Truth Values of Compound Sentences
Aligned To Common Core Standard:
High School Geometry - HSG-MG.A.3
How to Judge Truth Values of Compound Sentences? Compound sentences, as the phrase, suggests deals with two or more sentences combined together by the AND operator. When two simple sentences, p and q, are joined in a conjunction statement, both sentences should be satisfied. For example, Joe eats fries, and Maria drinks soda. Here, both sentences work collaboratively with each other. Now, both of these statements need to be true, and if they aren’t, then the compound sentences will not become true. These worksheets help students understate the truth value of various compound sentences.
Printable Worksheets And Lessons
- Number Sentences Step-by-Step Lesson- Compound sentences do make it a bit more tricky to understand.
- Guided Lesson - Did you know that tigers can fly in logic? No they can't!
- Guided Lesson Explanation - The basic strategy is to identify the truth value of each part of the sentence and then apply it to all.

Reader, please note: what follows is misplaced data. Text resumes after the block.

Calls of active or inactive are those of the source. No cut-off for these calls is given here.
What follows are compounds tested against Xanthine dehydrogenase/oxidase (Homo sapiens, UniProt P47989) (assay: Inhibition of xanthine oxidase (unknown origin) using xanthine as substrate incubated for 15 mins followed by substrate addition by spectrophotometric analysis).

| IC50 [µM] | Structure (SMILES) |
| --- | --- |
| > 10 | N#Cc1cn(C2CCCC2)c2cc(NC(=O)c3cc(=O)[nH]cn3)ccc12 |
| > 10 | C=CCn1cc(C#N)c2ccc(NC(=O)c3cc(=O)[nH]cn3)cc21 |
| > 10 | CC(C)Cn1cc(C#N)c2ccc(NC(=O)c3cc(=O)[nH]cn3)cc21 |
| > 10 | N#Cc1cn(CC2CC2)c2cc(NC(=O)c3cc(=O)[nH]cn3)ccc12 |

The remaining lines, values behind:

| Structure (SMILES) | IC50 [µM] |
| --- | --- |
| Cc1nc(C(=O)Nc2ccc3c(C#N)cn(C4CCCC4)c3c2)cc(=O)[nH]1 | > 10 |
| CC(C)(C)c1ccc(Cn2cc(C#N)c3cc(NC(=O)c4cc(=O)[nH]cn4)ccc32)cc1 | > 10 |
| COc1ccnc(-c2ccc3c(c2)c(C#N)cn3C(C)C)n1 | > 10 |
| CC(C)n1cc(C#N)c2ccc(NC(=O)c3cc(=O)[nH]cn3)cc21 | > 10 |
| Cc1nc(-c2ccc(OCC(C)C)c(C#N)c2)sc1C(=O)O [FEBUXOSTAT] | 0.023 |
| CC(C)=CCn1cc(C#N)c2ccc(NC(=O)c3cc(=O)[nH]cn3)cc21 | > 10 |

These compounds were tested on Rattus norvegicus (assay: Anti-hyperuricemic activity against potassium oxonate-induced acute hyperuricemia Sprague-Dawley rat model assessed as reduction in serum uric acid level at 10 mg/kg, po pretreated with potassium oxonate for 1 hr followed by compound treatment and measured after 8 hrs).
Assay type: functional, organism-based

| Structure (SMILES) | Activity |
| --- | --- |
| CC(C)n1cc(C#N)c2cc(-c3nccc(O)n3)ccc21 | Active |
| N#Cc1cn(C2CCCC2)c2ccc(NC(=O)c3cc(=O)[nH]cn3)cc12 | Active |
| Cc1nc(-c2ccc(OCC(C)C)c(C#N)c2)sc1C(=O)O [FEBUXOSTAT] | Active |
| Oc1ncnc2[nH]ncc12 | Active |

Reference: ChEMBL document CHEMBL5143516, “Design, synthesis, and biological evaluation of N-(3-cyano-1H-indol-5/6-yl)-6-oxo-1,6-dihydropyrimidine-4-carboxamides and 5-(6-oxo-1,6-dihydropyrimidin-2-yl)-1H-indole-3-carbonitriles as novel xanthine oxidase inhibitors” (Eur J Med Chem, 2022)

- Practice Worksheet - I have no idea why I so obsessed with prime numbers, but I am.
- Matching Worksheet - See what the kids think about the way these are answered. Remind students that they learned the word "cardinal" in second grade.
- Truth Values of Compound Sentences Five Pack of Worksheets - Make sure not to get thrown by the use of angle dimensions; at times.
All of the sentence are mathematical based sentences.
Tigers fly? That's what students told me the second I handed them these!
Math Skill Quizzes
I used short sentences here to make sure the wording didn't get in the way.